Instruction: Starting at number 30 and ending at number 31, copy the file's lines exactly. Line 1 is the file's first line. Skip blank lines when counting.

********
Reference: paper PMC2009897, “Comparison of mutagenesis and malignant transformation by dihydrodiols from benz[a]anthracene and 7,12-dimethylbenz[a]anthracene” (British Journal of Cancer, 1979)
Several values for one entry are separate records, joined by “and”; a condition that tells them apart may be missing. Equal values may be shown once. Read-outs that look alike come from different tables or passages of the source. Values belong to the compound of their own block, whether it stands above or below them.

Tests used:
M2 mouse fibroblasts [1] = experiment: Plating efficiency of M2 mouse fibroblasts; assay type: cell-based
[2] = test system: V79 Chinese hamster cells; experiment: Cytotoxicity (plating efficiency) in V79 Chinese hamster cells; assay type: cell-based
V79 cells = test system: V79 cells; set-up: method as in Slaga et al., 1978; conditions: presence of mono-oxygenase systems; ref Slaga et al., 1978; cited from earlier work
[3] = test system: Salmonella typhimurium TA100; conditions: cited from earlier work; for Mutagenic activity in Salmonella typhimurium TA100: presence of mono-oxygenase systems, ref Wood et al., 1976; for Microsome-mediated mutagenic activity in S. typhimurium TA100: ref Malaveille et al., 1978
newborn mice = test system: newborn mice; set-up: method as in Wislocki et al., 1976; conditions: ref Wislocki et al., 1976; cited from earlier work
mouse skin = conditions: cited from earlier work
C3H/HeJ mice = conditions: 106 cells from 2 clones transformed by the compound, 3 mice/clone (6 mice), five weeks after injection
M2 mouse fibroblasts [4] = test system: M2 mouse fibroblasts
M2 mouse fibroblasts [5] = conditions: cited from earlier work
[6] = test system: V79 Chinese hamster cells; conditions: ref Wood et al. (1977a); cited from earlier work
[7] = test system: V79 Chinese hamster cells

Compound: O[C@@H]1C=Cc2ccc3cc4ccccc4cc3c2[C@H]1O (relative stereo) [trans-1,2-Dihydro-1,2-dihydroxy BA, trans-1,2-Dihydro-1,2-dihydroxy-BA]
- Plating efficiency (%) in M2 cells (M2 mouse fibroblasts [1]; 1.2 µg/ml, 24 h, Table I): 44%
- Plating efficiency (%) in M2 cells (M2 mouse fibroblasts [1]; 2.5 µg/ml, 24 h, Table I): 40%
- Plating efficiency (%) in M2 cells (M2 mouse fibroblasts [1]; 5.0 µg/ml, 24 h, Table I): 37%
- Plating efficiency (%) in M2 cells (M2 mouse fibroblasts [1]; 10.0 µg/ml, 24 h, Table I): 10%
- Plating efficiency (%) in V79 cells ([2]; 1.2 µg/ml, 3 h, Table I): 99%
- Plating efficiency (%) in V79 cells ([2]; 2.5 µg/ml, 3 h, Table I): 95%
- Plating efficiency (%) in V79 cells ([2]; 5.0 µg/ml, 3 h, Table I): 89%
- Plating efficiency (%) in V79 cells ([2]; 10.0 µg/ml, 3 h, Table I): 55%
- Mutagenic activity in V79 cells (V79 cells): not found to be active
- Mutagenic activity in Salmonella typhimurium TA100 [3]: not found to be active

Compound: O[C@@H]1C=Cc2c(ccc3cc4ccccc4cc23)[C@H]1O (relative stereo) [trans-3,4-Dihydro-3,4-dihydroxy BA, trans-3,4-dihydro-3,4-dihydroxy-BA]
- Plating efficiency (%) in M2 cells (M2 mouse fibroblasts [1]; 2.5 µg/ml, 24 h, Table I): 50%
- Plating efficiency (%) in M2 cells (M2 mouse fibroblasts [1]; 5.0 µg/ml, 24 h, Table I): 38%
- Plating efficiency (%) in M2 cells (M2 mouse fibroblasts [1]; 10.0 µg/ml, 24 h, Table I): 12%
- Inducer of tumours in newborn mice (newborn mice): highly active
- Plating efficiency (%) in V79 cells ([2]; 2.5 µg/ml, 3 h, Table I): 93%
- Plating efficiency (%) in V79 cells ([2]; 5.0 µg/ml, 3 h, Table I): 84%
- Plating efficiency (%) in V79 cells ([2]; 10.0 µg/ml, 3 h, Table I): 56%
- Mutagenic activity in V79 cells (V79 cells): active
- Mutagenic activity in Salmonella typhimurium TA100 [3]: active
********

- Inducer of tumours in newborn mice (newborn mice): highly active
- Plating efficiency (%) in V79 cells ([2]; 2.5 µg/ml, 3 h, Table I): 93%